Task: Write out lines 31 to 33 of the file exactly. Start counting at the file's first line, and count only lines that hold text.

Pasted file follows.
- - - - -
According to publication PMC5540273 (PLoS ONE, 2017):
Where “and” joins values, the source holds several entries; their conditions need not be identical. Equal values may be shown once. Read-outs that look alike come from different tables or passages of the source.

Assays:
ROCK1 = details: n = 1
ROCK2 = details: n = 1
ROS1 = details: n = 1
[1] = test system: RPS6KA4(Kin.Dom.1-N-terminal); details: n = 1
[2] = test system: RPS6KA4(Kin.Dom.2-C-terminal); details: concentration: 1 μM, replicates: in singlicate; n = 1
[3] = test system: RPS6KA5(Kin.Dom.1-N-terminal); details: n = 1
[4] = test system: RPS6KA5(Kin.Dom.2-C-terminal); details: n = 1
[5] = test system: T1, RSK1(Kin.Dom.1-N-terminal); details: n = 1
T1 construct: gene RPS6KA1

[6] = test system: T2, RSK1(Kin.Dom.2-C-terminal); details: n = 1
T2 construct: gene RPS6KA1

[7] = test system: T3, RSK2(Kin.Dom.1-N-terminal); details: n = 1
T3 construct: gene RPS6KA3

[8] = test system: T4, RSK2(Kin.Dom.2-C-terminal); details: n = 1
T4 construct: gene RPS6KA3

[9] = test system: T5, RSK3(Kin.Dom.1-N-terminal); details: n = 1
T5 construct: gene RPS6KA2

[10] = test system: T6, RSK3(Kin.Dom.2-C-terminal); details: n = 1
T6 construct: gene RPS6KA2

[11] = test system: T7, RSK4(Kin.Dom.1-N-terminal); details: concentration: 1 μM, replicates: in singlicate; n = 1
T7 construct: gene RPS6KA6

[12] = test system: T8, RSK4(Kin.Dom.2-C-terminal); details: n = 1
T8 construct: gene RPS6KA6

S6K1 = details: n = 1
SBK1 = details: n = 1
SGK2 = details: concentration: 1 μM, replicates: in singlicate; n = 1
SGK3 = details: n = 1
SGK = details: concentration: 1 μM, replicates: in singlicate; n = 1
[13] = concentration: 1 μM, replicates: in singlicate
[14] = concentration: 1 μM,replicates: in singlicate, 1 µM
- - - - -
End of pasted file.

SGK = details: concentration: 1 μM, replicates: in singlicate; n = 1
[13] = concentration: 1 μM, replicates: in singlicate
[14] = concentration: 1 μM,replicates: in singlicate, 1 µM